Thank you for the Question. In all honesty, it's a great question at hand. Depending on the player, There is a feel component to as what they should feel after impact while maintaining a flat wrist through impact. There are players such as Camillo Villegas who are very flat through impact and see a lot of controlled success in their flight and intended target line. It can also depend on the shot the person is trying to execute. Camillo is successful holding and or maintaining the wrist angle longer through impact, as he truly keeps the forarms connected and naturally allows the left forearm to turn over after impact. (Some may call him a trap player at times, which I'm not a big fan of unless the lie dpends on it or it's a specific shot at hand one is trying to create).
Then there are players I've worked with who try to maintain the wrist for too long a period through impact and clearly don't get the face / shaft as square and sycned creating weak blocks for the most part. Should you be the player who does this, focus on swinging slightly up post impact to keep the hands from leading too far forward after impact. At some point (unless you're truly trying to hit a fade starting left to your intended target line and ending up at your target line) one must have natural forearm rotation going into the finish. I'm a big fan of students using shoulder straps and hitting half controlled shots trying to slightly swing up through impact to identify the feeling of final release of wrists/forearms after impact. It's a natural sensation of forearm roll, not one that is forced by wrists.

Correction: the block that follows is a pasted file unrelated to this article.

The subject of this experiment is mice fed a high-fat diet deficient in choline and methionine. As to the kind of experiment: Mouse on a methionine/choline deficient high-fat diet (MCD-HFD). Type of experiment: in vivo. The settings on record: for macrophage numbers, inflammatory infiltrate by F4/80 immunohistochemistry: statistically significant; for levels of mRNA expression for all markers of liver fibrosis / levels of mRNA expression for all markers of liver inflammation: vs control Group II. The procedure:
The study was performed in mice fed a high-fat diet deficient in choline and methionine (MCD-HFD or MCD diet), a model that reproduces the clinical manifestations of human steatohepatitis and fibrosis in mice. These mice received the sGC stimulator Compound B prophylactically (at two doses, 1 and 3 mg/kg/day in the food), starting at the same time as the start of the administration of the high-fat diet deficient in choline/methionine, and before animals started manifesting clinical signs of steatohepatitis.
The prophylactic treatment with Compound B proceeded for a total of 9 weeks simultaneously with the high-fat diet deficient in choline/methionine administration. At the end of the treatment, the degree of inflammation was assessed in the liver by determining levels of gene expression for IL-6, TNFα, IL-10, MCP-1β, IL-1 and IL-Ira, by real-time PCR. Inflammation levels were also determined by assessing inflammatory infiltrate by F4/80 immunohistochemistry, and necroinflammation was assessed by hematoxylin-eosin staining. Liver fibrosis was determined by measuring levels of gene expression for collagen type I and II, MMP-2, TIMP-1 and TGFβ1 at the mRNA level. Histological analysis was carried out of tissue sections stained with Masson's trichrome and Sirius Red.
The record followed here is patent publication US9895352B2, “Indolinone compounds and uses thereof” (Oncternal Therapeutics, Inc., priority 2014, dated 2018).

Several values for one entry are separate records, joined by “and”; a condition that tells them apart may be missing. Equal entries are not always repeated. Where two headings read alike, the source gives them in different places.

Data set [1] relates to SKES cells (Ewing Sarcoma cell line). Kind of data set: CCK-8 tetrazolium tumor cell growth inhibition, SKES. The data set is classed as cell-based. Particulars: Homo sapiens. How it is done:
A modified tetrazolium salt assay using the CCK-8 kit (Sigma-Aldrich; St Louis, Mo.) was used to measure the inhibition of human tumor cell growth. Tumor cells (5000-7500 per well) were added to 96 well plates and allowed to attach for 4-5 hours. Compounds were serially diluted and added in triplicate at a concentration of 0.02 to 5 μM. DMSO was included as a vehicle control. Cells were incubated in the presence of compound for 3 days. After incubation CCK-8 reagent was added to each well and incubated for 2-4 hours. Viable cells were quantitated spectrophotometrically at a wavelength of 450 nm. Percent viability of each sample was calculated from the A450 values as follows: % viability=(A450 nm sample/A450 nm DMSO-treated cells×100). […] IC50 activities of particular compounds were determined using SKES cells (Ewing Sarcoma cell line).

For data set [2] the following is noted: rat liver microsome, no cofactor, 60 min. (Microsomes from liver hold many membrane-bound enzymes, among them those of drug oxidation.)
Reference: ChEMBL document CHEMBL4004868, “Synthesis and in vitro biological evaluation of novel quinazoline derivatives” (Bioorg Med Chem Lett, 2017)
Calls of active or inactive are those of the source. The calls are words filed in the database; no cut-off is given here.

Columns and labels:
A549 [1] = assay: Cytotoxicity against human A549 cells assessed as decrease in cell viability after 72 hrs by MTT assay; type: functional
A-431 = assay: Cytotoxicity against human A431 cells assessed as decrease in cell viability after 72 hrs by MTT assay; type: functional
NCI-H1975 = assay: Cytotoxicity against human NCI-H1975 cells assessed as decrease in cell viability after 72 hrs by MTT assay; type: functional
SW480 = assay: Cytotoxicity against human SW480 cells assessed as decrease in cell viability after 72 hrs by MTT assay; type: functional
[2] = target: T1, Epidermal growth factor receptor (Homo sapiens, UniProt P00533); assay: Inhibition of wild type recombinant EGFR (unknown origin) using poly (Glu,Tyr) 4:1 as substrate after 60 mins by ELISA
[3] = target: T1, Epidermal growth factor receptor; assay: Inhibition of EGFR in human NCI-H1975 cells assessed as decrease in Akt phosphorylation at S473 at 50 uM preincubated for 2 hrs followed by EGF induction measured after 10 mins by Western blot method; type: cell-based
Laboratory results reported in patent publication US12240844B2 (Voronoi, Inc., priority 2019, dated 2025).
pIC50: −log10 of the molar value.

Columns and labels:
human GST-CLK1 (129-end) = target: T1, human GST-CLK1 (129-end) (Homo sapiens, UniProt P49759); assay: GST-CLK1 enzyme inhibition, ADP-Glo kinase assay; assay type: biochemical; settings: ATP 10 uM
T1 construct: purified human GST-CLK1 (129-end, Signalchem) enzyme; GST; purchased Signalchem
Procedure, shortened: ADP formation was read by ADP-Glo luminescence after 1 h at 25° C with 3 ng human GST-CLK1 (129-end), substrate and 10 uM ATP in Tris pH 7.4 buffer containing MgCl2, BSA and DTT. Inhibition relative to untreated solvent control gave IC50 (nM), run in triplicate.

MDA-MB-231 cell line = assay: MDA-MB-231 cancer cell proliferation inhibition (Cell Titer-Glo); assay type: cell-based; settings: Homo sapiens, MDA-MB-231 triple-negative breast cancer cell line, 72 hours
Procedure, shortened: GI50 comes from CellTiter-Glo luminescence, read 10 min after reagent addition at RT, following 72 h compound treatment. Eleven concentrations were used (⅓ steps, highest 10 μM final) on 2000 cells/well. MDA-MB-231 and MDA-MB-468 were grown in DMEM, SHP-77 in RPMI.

Should you be a player who releases too early and doesn't maintain a flat left wrist (imagining you're a right handed player) I have them practice hitting into a smash bag without flipping it over feeling the sensation of a "flat" held left wrist post/at/through impact. Usually I will take clear cut video to see how successful they look at and after impact position (around a foot past impact). So you know, Many times one loses the angle they are trying to maintain through impact is a cause by starting from the top too quick and not allowing some level of lag to be created by pivot to leg transition. I'm sure you've had the sensation of over active hands from the top and not having the flush feeling you're looking for based on wrist angle. Many times it's in the back portion of the take away and transition that causes this. Half speed work on the range fixing those issues genrally gets the hands in a very good position at and through impact.
I appreciate your question Bruce. Hope this helps. Also Please email me at JFJPGA@GMAIL.COM to set up a lesson my friend. My hours are 4:00 to 9:00 weekdays and 10:00 to 4:00 Weekends. I look forward in working with you- Best - JJ